Cover of the Girl from Cairo

The Girl from Cairo is a memoir covering Peggy Hinaekian’s early life in Cairo, Montreal, Boston and Manhattan, from 1940 to 1960.

It is a riveting story of an Armenian girl born and raised in Egypt, her trials and tribulations, her anxieties and desires. She describes her life in Cairo through WWII and two Middle Eastern wars that brought uncertainty and insecurity to her cushy life.

Her father having worked with the U.S. Army during WWII, Peggy was accustomed to meeting Americans and reading American comics and magazines as a child. American movies were the biggest entertainment of the family and this ignited a desire in her to go to the U.S.   She focuses wholeheartedly on this venture and strives to make it happen.

In her boy-crazy youth, she yearns for a fairy tale life of marrying the man of her dreams. She finally meets K — as he is called in the Memoir — her first boyfriend, and they plan to get married against his parents’ will, who think he is too young, only nineteen, and she eighteen.

They finally get married and go to the U.S. as university students with no financial means of support as that was the only way out of Egypt. Their future is nebulous but they are both young, naive and full of dreams.

Married life has its ups and downs. Peggy is restless. She has confused feelings about marriage. She falls out of love with her husband and looks at other pastures.

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How does a young woman from Egypt, where working women were looked down upon, avoid becoming a hausfrau, dependent on a man for her support?

This is the story of a young rebel, trapped in age-old cultural stereotypes, who escaped the life planned for her. The story of a young woman creating her own world and achieving an impossible dream.

Peggy Hinaekian was born and raised in Cairo. She owes her love of books to her paternal grandfather who owned the largest private library in Egypt and she was introduced to books in three languages (English, French and Armenian) at a very young age. Peggy grew up in a cosmopolitan environment and was an avid reader and kept a diary since age twelve.

Her first book, an erotic romance novel — Of Julia and Men — appeared in the New York Times Book Review Magazine. Peggy designed the cover illustration and the 26 interior images.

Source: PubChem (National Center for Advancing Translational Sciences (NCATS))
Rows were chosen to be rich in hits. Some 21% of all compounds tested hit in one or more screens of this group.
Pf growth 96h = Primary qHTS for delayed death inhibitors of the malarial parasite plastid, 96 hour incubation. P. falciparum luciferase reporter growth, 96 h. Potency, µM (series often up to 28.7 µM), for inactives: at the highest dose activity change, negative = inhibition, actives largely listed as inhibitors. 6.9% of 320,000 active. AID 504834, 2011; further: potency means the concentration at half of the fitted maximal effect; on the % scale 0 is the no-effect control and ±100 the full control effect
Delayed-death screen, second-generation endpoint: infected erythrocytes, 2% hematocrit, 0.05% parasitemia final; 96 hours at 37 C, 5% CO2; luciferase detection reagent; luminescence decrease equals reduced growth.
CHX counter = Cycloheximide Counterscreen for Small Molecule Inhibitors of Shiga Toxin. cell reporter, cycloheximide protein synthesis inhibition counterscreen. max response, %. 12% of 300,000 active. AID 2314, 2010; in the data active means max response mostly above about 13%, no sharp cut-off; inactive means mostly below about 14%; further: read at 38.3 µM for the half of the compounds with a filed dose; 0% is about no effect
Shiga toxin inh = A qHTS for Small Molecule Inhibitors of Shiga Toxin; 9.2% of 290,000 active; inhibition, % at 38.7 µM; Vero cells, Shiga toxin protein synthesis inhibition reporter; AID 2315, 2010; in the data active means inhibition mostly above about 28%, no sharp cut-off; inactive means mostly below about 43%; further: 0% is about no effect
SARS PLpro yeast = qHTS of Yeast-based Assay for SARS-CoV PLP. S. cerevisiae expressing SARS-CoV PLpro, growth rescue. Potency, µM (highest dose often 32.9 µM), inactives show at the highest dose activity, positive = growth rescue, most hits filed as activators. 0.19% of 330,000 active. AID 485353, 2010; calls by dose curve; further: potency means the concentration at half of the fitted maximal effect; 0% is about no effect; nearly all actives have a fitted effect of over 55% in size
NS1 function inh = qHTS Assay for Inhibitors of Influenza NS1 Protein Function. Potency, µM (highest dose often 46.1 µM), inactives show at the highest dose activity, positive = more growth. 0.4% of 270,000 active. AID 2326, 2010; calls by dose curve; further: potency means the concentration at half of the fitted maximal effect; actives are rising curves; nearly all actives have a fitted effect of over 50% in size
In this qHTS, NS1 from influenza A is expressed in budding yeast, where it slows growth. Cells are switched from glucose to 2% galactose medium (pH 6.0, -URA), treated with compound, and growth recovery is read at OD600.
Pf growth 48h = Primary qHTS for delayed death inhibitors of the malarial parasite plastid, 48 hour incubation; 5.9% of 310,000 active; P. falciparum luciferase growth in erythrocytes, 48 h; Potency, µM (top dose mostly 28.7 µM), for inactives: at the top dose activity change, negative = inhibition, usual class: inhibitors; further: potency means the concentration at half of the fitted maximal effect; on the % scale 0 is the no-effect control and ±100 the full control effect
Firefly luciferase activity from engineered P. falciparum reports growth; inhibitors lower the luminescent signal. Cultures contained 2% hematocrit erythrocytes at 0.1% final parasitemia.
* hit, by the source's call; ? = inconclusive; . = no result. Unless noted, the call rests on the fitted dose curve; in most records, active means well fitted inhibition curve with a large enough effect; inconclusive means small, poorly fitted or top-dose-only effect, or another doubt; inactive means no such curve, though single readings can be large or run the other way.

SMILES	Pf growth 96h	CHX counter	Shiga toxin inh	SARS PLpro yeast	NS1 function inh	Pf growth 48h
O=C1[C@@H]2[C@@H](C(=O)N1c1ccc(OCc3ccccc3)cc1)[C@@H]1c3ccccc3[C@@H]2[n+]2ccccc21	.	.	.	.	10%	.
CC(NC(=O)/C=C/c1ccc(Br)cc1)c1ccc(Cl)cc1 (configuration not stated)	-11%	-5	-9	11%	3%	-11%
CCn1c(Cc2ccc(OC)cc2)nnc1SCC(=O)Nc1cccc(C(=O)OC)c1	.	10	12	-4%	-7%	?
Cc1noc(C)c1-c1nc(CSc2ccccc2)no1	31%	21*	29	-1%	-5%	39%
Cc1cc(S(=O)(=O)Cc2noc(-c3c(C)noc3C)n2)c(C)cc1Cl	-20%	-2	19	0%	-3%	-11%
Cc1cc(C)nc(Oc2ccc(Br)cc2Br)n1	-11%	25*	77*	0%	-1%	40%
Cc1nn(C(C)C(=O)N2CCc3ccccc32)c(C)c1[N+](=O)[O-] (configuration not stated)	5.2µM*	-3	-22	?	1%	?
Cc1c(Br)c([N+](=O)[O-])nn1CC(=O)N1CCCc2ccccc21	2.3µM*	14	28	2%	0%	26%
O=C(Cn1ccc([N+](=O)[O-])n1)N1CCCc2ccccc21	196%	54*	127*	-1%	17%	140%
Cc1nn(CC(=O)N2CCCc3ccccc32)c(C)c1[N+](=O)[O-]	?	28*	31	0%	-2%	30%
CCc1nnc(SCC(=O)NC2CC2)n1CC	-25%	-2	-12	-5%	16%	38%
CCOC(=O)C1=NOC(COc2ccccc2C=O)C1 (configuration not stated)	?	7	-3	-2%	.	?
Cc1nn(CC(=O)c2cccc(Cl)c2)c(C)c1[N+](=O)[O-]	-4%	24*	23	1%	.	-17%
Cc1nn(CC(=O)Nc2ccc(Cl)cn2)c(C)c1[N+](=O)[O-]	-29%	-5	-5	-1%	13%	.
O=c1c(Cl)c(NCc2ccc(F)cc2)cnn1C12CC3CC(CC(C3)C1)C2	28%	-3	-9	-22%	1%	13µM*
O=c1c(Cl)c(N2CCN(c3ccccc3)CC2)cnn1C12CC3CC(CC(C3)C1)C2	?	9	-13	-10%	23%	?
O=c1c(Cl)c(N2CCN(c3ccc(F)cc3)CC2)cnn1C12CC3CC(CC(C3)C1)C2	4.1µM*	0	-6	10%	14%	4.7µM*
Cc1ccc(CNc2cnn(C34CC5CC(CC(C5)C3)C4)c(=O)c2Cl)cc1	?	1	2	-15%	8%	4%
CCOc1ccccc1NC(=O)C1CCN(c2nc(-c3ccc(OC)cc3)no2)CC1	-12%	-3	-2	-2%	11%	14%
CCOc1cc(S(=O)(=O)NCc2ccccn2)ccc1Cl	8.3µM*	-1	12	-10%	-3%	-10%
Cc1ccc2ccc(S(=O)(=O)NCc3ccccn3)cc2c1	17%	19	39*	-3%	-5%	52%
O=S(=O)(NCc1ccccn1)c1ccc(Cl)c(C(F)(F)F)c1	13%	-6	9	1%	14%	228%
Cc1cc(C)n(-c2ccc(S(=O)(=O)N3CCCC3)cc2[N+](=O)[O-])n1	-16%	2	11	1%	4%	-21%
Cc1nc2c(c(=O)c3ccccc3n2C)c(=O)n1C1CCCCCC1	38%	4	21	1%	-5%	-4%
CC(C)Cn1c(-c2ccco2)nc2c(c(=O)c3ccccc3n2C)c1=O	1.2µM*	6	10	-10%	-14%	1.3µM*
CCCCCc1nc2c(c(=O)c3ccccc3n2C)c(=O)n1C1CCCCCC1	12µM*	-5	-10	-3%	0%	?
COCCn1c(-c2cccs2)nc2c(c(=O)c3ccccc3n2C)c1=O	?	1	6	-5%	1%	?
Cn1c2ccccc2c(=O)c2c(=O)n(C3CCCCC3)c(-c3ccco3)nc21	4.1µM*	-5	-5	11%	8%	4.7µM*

Peggy is also an internationally recognized artist and lives and works in the United States and Switzerland where she exhibits her paintings regularly.

In 2020, Peggy’s life as an author and as an artist was featured on “Living Your Dreams” (Mara Brown) airing on Los Angeles TV. During that same year, she won an award from The Writer’s Workshop in Asheville, N.C. for a 5000-word memoir, describing her life in Egypt in the 1940s and 1950s.

“For many of us in the disconnected 21st century, it is time to speak about our heritage. This memoir creates a whole world bridging memory and narrative. It has a sense of longevity, no so much in the number of years, but with the depth and range of felt experiences. The writer is an artist who brings to the page an astute eye for the meaning of belonging and identity as she shifts between her many selves. There’s a real sense of looking at people in the Middle Eastern world through the lens of her mixed ethnicity —Egyptian, British, Armenian. The sense of tension with her characters, particularly her roguish, bon-vivant father, who gambled away the family fortune, and her strong-willed, fashionable but secretive mother ever vigilant about neighbors gossiping as they lived in gentile poverty. Nevertheless, she maintained a sense of normalcy while railing in her “headstrong” daughter.

“The memoir finds humor in dark places like a childhood spent in trauma, cowering from overhead bombing raids during WWII, telling how entire families were able to find resilience to survive constant danger. Following WWII, Peggy’s fascination with American GIs stationed in Cairo sets her off on a life path. When the Suez Canal political upheaval after “Black Saturday” happens, it catapults her to leave Egypt.

“The author’s coming of age story is composed of her education in a Catholic Girls’ School, her sexual awakening, her first love, and her childhood daydreams of becoming a film star or a fashion designer that sets her on a journey through several countries: Canada, Switzerland and the US. The narrative plays on the reader’s question of ‘what’s next?’ as the writer weaves her family story with compassion, finding inspiration in the ‘showing’ of ordinary people living their lives against an exotic and, often, foreign backdrop.”

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